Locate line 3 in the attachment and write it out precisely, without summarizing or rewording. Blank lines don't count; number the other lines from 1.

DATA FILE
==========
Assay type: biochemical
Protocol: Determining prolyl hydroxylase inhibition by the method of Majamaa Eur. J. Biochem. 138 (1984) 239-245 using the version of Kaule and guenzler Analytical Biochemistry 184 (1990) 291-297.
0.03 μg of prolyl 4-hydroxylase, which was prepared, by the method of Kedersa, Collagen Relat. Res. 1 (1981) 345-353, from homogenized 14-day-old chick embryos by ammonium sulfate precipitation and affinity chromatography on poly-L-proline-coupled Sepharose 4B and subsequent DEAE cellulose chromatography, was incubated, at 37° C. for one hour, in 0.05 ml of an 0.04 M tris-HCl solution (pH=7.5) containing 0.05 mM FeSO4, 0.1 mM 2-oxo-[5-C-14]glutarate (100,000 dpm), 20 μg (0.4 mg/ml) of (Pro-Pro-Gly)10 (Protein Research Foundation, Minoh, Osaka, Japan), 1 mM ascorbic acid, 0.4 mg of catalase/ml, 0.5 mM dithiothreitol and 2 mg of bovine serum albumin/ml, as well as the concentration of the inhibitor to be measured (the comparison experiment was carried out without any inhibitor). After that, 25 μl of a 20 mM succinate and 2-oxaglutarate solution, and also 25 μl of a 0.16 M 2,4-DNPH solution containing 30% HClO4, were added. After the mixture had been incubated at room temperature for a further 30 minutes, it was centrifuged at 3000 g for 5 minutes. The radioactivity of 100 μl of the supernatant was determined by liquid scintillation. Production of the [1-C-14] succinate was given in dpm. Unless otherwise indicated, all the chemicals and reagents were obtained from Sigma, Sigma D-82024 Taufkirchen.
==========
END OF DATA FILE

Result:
0.03 μg of prolyl 4-hydroxylase, which was prepared, by the method of Kedersa, Collagen Relat. Res. 1 (1981) 345-353, from homogenized 14-day-old chick embryos by ammonium sulfate precipitation and affinity chromatography on poly-L-proline-coupled Sepharose 4B and subsequent DEAE cellulose chromatography, was incubated, at 37° C. for one hour, in 0.05 ml of an 0.04 M tris-HCl solution (pH=7.5) containing 0.05 mM FeSO4, 0.1 mM 2-oxo-[5-C-14]glutarate (100,000 dpm), 20 μg (0.4 mg/ml) of (Pro-Pro-Gly)10 (Protein Research Foundation, Minoh, Osaka, Japan), 1 mM ascorbic acid, 0.4 mg of catalase/ml, 0.5 mM dithiothreitol and 2 mg of bovine serum albumin/ml, as well as the concentration of the inhibitor to be measured (the comparison experiment was carried out without any inhibitor). After that, 25 μl of a 20 mM succinate and 2-oxaglutarate solution, and also 25 μl of a 0.16 M 2,4-DNPH solution containing 30% HClO4, were added. After the mixture had been incubated at room temperature for a further 30 minutes, it was centrifuged at 3000 g for 5 minutes. The radioactivity of 100 μl of the supernatant was determined by liquid scintillation. Production of the [1-C-14] succinate was given in dpm. Unless otherwise indicated, all the chemicals and reagents were obtained from Sigma, Sigma D-82024 Taufkirchen.